Mary Portas-inspired team could save town centre

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Business leaders want to bring retail guru Mary Portas to Stamford to help them protect the future of the town centre.

In a week when thousands of jobs have been put at risk across the country following the collapse of major high street chains, Stamford Chamber of Trade and Commerce says it is more important than ever to act.

The chamber wants to join forces with Stamford Town Council to form a town team which could access cash from the Government’s Portas fund.

President Tim Lee is hoping Mary Portas will come to the town to talk to the team.

The team would be comprise members of the chamber and Stamford Town Council, along with other interested groups, and would work to improve footfall in the High Street.

Mr Lee said: “Things are at an early stage. We need to set up the town team. From then we identify likely priorities we could work on and how we could achieve that.

“We would identify things that would make the High Street more attractive. This might involve bringing in more businesses and more visitors. It might mean making it look more attractive. It is quite a wide brief.

“We are interested in seeing if we can find ways to repopulate the High Street. We think there are quite a lot of vacant spaces that could be put to use as flats. This would mean there are more people around and if there are people there then other things could appear, like a pub.”

Mr Lee said the town team would be led by the town council and would comprise other bodies with “applicable skills”.

Some of the areas the team could focus on include pressing the district council to give tax concessions to new local businesses and campaigning for more free parking.

The news comes after WM Morrison was granted planning permission to build a retail park next to its supermarket in Uffington Road, Stamford.

Mr Lee said: “This is long-term but if the national policy is to encourage out-of-town development like retail parks then the town centres will die.

“Perhaps we can try and find a way of promoting the High Street.”

A total of 17 shopfronts are currently empty in Stamford town centre.

The latest to close is clothes shop C3, in Irongmonger Street, and jewellery and accessory store Ruby Loves, in Stamford Walk, is also set to close.

And Blockbuster, which has a store in Irongmonger Street, has become the latest high street chain to enter administration, following HMV and Jessops. Staff at Burton and Dorothy Perkins, in High Street, have also been telling customers they are due to close on February 3.

Lee Manning from Deloitte, who has been appointed joint administrator to Blockbuster, said it faced increasing competition from internet rivals and the shift to online streaming of movies and games.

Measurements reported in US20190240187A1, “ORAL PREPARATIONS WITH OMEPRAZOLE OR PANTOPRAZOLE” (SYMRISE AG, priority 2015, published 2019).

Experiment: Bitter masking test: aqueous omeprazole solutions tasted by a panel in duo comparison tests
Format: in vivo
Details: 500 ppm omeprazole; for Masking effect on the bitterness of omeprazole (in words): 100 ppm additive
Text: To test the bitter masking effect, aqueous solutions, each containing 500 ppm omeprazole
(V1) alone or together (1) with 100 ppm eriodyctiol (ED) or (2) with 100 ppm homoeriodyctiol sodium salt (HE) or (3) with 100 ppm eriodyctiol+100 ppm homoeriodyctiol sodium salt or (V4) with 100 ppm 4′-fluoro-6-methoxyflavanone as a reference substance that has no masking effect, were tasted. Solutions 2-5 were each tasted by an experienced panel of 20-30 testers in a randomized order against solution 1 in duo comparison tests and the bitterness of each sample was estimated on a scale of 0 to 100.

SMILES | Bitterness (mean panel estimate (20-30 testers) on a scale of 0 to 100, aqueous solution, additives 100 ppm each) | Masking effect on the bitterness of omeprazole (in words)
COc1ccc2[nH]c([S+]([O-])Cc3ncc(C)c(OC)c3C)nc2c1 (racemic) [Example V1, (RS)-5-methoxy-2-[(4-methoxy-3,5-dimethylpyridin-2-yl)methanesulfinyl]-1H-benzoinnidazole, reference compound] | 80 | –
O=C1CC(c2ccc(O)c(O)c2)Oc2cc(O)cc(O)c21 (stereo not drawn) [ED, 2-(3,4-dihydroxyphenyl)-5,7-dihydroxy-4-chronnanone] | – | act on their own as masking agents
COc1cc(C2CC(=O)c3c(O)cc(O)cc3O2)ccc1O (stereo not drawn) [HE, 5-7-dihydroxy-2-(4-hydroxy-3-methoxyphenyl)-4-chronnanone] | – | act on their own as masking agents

The firm will continue to trade as normal in both retail and rental whilst Deloitte seeks a buyer for all or parts of the business.

Mr Lee added: “It is looking a bit on the patchy side. There are more vacant spaces than usual. You often hear people say there are only coffee shops and charity shops. But there is nothing wrong with that. It still means there are people who want to visit.

“You can get anything online but there are certain goods for which people enjoy the shopping experience. Specialist shops such as those that repair things would also be appropriate.”

Town councillor Max Sawyer (Independent) heard the chamber’s presentation. He said: “We thought that it could well have some value to Stamford. We are going to investigate the process of starting up a town team and go from there. The town planner is going to send over an audit of unoccupied properties.

“The more occupancy there is the better for the town it is. We will do what we can to support the idea.”

The independent view

Liz Stevenson, who owns Ruby Loves, said she was closing her shop because the lease was coming to an end. But Mrs Stephenson, who also helps run You and You and Beyond in St Mary’s Street, said change was common for town centre businesses.

She added: “Trade is up in some shops and down in others.

“It is not great but it is not doom and gloom either. We have all had time to get used to it now.”

Mrs Stevenson acknowledged the threat from online retail but said there were things businesses could do to attract customers to the High Street.

She said: “It is about good customer service and keeping your shop fresh.

“You have got to know your customer and know your town. It goes a long way.

“We are lucky in Stamford because we are well placed as a destination.

“But you have go to know what it is you are presenting and you have got to know your business.

“It is hard work because you have to be a jack of all trades.”